by Alan Leavitt
Writing in the April issue of Hoof Beats, Russell Williams does a workmanlike job of detailing the fatal flaws of the Horseracing Integrity and Safety Act, aka HISA.
Williams has been instrumental in having the USTA bring a lawsuit against HISA, and one can only hope it succeeds. Interestingly enough, for those of us living in Kentucky, the court where the battle will be fought happens to be in downtown Lexington.
It is understandable that HISA has been embraced by certain factions in our sport, having become totally frustrated by the failure of certain racing commissions to catch and punish dopers.
There is no question that being able to wiretap, as the FBI can, makes it much easier to catch the culprits who sell the “hot stuff,” and the trainers who use it. But any commission, including the one here in Kentucky, has another weapon that doesn’t require Federal action.
I’m talking about a snitch network, which doesn’t require rocket science to create. As a card carrying member of the Mystery Writers Guild of America, I could personally line up some snitches in no time flat. Of course, they would have to be “reimbursed,” but we’re not talking about any great sums of money.
What one can’t lose sight of here is the fact that someone has to load a syringe, someone has to slip a twitch on a horse’s nose, and someone has to depress the plunger on the syringe after sticking the needle in the horse’s neck. And there is someone who is either directly involved or aware of what’s going on, and for five hundred dollar bills will be happy to tell you about it.
Now to the horses, specifically the year-end champions of 2021. Both of the 2-year-old Dan Patch pacing champions were sired by Always B Miki, and both of the trotting champions were by Walner. Clearly each of those two stallions have a speed gene that, in a deck of cards would start with a 10, and go up from there.
In the case of the champion pacing filly, Niki Hill, her dam, Road Bet, is a mare with her own stacked genetic deck. From three foals of racing age, she’s already produced two world beaters, Niki Hill and Cattlewash. They’re by two different sires. To me, she’s a pearl beyond price, and I predict she’ll keep turning out fast horses who win big money.
The champion 2-year-old pacing colt, Monte Miki, is a different kettle of fish. His dam, Montenegro, was a top race mare, who won more than $699,000. (Although Road Bet also was good on the track, winning $380,315). M² is her first foal, and the only one by ABM. The next two are by more obscure studs, and it will be interesting to watch them on the track.
About both of these dams of champions, popular belief would say that they produced top horses because they themselves were top race horses. I beg to differ.
There is no known connection between a horse’s genotype, or genetic profile, and its phenotype, or living horse, i.e. the racehorse. In these two cases, two top race mares also happen to be blessed with high card speed genes. But I don’t think their ability on the track foreshadowed their production of champions.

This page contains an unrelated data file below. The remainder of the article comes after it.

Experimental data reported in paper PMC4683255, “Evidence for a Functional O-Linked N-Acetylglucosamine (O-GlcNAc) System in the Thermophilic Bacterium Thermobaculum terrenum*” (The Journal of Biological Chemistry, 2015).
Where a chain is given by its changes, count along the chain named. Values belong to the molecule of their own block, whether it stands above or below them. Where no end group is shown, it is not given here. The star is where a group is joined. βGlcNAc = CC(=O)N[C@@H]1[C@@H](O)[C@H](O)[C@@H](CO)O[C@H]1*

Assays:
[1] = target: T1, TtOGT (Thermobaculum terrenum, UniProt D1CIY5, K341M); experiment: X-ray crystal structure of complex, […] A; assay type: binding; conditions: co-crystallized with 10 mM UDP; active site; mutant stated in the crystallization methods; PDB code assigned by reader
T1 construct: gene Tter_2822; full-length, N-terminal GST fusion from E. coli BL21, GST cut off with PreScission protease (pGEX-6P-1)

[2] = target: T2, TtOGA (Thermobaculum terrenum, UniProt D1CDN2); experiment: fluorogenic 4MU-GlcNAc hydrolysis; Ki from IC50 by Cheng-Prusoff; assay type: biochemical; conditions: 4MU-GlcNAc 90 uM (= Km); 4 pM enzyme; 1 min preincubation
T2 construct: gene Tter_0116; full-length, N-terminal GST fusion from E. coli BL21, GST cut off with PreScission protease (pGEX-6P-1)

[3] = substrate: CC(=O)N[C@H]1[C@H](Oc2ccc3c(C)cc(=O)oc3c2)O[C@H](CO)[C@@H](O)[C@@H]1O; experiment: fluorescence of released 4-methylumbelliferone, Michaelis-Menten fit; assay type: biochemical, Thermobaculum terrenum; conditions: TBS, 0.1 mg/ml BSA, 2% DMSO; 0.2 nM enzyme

Both of the 2-year-old trotting champions are also by the same sire, in this case Walner. Being bred by a Scandinavian, it’s a safe bet that Walner is named after Håkan Wallner, one of the first great Swedish horsemen to make his mark on American trotting. Operating as Continental Farm, Wallner had as his partners Jan Johnson and Berndt Lindstedt. They could pick yearlings, train them to their best, and drive competitively against our best native drivers. (I probably should say best North American drivers, because both John Campbell and Mike LaChance were Canadian-born).
The champion colt, King Of The North, is the fourth foal of Ray Schnittker’s great race filly Check Me Out, who won almost $2 million. Her first three foals were by good stallions, but not exceptional on the track. One has to wonder if Walner is on his way to being a super sire. I’ve learned you can’t make any final judgments from a horse’s first crop, although Walner gave me (and Federico Tesio) every indication he’d be a top sire by his undefeated campaign at two, where he was in a class by himself.
The champion 2-year-old trotting filly was Venerable, also by Walner, as noted, and out of Jolene Jolene. Here we have another mare who, from three foals of racing age has produced Venerable, who won over a million at two last year, and Crucial, who won over half a million. She could well be another mare with a stacked genetic deck, although I suspect she’ll be a regular in Walner’s book from now on.
For the record, looking up the names of Steve Stewart’s partners who bred Venerable with him, I counted a total of six Schmuckers. Obviously thar’s gold in them thar Indiana hills.
Thinking back to what I wrote earlier about the role of snitches, I’m reminded of a true Kentucky story from long ago.
There was a guy here in the bluegrass state who owned one good mare, and to his despair she foaled before midnight on New Year’s Eve.
The next morning he and his total staff of one were standing in the stall door, looking over the mare and her new foal.
“What terrible luck,” the owner was moaning. “I was counting on that foal to make the next mortgage payment. And now he’s practically worthless.”
“Boss,” the hired man said, “Why can’t you just say he was born after midnight?”
“I can’t,” the owner said. “Too many people know.”
“What do you mean, too many people know? It’s just you and me.”
“That’s what I mean,” the owner answered, as he walked back to his car.